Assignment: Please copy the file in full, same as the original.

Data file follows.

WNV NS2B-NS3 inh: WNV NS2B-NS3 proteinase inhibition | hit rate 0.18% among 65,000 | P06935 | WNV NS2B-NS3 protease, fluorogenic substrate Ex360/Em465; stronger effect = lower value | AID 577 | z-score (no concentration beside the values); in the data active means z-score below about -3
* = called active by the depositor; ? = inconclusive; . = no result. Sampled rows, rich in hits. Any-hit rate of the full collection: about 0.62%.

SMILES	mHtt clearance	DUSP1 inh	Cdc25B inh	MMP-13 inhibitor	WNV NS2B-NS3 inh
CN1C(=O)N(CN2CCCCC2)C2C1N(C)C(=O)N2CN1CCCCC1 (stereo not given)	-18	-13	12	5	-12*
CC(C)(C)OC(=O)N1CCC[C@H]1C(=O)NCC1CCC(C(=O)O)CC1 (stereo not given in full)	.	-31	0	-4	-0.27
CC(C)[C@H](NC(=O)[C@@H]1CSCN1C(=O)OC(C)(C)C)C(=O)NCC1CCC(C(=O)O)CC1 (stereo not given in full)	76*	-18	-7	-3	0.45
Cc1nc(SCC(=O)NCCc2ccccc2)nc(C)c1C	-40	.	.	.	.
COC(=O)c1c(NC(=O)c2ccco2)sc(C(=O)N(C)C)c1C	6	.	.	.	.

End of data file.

WNV NS2B-NS3 inh: WNV NS2B-NS3 proteinase inhibition | hit rate 0.18% among 65,000 | P06935 | WNV NS2B-NS3 protease, fluorogenic substrate Ex360/Em465; stronger effect = lower value | AID 577 | z-score (no concentration beside the values); in the data active means z-score below about -3
* = called active by the depositor; ? = inconclusive; . = no result. Sampled rows, rich in hits. Any-hit rate of the full collection: about 0.62%.

SMILES	mHtt clearance	DUSP1 inh	Cdc25B inh	MMP-13 inhibitor	WNV NS2B-NS3 inh
CN1C(=O)N(CN2CCCCC2)C2C1N(C)C(=O)N2CN1CCCCC1 (stereo not given)	-18	-13	12	5	-12*
CC(C)(C)OC(=O)N1CCC[C@H]1C(=O)NCC1CCC(C(=O)O)CC1 (stereo not given in full)	.	-31	0	-4	-0.27
CC(C)[C@H](NC(=O)[C@@H]1CSCN1C(=O)OC(C)(C)C)C(=O)NCC1CCC(C(=O)O)CC1 (stereo not given in full)	76*	-18	-7	-3	0.45
Cc1nc(SCC(=O)NCCc2ccccc2)nc(C)c1C	-40	.	.	.	.
COC(=O)c1c(NC(=O)c2ccco2)sc(C(=O)N(C)C)c1C	6	.	.	.	.